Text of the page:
When I wrote to Lucie, telling her of my discovery, I waited for a reply…and waited…days went by, and I began to worry she didn’t receive it. Or hell, these days, I thought…what if she died of Covid or something awful?
It’s amazing how much you can worry about someone you’ve never even met, once you have found their message in a bottle. It’s a connection like nothing else…
Then – Boom. Lucy wrote back!
“What a hell of a surprise!!” she said, “I’m very surprised and so happy that my message got somewhere! lucky you found it!”
She mentioned that she could show the message to the paddleboarders, and I nearly had a heart attack! These French women had become my personal heroes! I never dreamed I would get to speak with them directly! But sure enough, their emails soon followed Lucy’s…
World Record Paddleboarders Respond to Ten Year Old Message in a Bottle
Stephanie wrote first: “I can’t believe you find this bottle!! Amazing!” Stephanie continued, “When I receive the mail from Lucie about the bottle … I cried! Unbelievable!!!” I felt the same way!
Alex wrote next! “It’s so amazing to find this bottle with Lucie’s message just now,” she said, “If you come in France, we are so happy to meet you and share a little moment together.”
Flora wrote, too! “Wow, this is amazing, this bottle find by a treasure hunter 🙂 What a story to tell!” Flora added an invitation, too! I was amazed!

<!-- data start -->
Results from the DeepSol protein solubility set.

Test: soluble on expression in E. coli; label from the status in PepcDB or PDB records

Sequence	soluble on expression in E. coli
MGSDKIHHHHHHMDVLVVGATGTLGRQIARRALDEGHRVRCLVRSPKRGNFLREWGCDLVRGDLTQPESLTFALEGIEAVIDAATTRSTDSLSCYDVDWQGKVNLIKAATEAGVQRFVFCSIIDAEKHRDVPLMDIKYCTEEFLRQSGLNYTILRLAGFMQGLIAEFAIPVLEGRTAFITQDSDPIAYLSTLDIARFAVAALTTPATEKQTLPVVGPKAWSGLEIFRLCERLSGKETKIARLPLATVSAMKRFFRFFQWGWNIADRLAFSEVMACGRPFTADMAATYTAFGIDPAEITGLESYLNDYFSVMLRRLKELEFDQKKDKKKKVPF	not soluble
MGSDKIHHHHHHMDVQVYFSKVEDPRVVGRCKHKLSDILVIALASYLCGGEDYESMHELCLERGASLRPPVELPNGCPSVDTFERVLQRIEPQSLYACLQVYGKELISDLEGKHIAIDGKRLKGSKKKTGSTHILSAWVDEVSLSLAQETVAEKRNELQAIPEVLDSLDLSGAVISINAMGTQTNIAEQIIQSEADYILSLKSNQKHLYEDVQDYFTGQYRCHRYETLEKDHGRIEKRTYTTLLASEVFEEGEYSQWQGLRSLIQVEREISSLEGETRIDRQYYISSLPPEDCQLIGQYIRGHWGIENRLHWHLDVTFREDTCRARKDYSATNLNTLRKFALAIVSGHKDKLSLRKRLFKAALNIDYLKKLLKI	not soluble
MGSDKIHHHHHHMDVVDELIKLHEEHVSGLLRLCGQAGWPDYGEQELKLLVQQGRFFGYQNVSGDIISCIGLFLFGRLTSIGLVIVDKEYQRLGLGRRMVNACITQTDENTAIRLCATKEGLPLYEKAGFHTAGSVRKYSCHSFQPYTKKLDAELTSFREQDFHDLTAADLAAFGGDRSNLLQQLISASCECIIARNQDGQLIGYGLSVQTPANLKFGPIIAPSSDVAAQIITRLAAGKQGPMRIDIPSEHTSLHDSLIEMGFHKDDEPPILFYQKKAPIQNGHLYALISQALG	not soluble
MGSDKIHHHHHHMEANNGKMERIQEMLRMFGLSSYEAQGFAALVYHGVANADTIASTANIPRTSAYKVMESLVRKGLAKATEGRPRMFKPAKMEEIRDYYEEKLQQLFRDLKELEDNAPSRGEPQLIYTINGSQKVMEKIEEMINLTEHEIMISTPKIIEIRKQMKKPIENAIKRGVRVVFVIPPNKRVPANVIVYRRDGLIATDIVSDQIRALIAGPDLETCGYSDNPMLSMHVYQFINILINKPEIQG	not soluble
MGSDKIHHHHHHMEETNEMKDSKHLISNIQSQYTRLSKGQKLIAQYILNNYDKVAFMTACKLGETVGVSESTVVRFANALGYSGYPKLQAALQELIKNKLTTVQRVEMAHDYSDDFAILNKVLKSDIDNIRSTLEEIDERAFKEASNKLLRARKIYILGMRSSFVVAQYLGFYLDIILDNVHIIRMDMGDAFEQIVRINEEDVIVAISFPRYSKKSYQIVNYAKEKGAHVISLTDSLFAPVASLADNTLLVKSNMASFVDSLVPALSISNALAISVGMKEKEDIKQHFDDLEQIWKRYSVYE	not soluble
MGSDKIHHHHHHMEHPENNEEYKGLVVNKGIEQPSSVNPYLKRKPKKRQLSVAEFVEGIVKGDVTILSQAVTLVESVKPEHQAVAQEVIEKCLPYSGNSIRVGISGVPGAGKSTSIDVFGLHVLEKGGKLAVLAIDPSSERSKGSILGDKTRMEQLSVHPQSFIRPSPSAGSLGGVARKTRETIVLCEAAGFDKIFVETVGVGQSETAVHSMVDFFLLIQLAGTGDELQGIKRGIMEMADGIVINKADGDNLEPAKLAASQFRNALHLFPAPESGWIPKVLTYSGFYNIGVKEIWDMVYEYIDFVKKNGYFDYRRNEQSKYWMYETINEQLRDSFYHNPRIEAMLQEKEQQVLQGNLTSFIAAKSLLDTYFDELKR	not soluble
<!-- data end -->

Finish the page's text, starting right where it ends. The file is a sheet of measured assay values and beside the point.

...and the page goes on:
Stephanie, Alex, and Flora offered to meet little old me! You may as well have told me Michael Jordan was willing to hang out with me, or Ed Sheeran. In my eyes, these women are total celebrities, and personal heroes of mine. Here’s hoping I can visit someday – nothing would make me happier!
Dreaming Bigger, Stephanie & Alex Eye New Paddleboarding World Record!
Stephanie Barneix, Flora Manciet, and Alex Lux all continue to be badass women, doing hard, awesome things all the time.
Through email, Stephanie told me something truly staggering about what she and Alex have planned next…
“We are working on another crossing from Peru to French Polynesia! About 8000 KMs to raise money to help children who suffer [from] cancer!” And she sent the following link to the expedition website: www.capoptimist.com